Attempts to incorporate more participation into procedures of this kind without changing the path to a decision, say by adding on a participation process after the decision has been reached, are bound to cause frustration, since there is really nothing left to decide. If this is not even explained to the general public, ordinary people and their efforts are not being taken seriously. An alternative would be to insert the participation process after the internal consultation phase, and to take a decision in the light of the outcome of the process. However, this will work only if the internal “decision box” is opened up, and both the route to be taken and the scope available for decision are communicated clearly.

Selle contrasts the “dead model” with an (idealized) cooperative model of reaching decisions with the following features. A wide range of participants are involved first in jointly gathering data on and analysing the existing situation, and then in collective consultation and in putting the decision into practice. Who actually takes the decision is not fixed a priori: it may be a collective decision, or it may be delegated to a particular department or individual. The important thing is that reasons are given both for this arrangement and for the content of the decision, and that the decision builds on the first two steps, gathering jointly and consulting collectively.

This approach lessens the burden of responsibility on decision makers, and is suitable for carrying out complex processes of negotiation in large groups.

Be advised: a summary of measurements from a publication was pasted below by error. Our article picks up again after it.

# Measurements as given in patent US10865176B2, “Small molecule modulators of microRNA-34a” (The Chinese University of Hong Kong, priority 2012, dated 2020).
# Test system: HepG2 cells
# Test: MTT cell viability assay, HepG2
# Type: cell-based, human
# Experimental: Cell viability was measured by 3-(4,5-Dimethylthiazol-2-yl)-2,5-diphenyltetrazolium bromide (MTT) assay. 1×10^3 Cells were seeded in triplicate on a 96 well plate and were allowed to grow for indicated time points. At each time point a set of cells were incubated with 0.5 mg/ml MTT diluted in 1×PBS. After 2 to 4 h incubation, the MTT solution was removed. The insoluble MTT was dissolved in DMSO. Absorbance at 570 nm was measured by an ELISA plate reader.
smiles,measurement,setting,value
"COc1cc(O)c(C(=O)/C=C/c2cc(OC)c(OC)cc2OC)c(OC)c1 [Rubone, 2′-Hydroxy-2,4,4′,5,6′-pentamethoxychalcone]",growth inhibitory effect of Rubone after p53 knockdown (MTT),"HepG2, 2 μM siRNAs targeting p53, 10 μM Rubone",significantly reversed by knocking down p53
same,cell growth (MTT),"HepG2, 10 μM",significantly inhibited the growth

Participation alters procedures

Comparing the two models, we see that participation cannot just be hitched to existing procedures as a kind of trailer. That is the central challenge to representatives of authorities: participation changes things!

For participation to work well, the timing must be right: the right steps must be taken at the right time and in the right order. As a rule, though, the steps in a participation process impinge on long-established administrative procedures that involve explicit and implicit rules which those involved have got thoroughly used to. Such procedures are extremely resistant to change; people regard them as unalterable – which obstructs or restricts the opportunities provided by a participation process. If taken seriously, participation alters the internal procedures in administrations or firms.

Participation changes company culture

In large organizations it is not the actual decision makers who take care of participation processes throughout, but co-workers lower down in the hierarchy, who have less scope for action and decision and who need to avoid risk as far as possible. Steep hierarchy structures thus make participation more difficult.

Participation stirs things up – let's allow that!

A proper participation process cannot simply be hitched to existing procedures and decision-making chains, while everything else is handled in the good old way; participation alters both the path to reaching a decision and the way people interact in the firm or administration concerned. Participation “outside” requires more participation within the administration / the company, and is thus a force for change as regards internal company culture! To manage such change successfully, reliable partners are needed on both sides (contractors and authorities), as are the courage to change things, trust and commitment, clear rules and an active communication strategy.
Changing company culture takes time, and is ultimately a step toward more democracy. So patience is needed, as is plenty of open debate.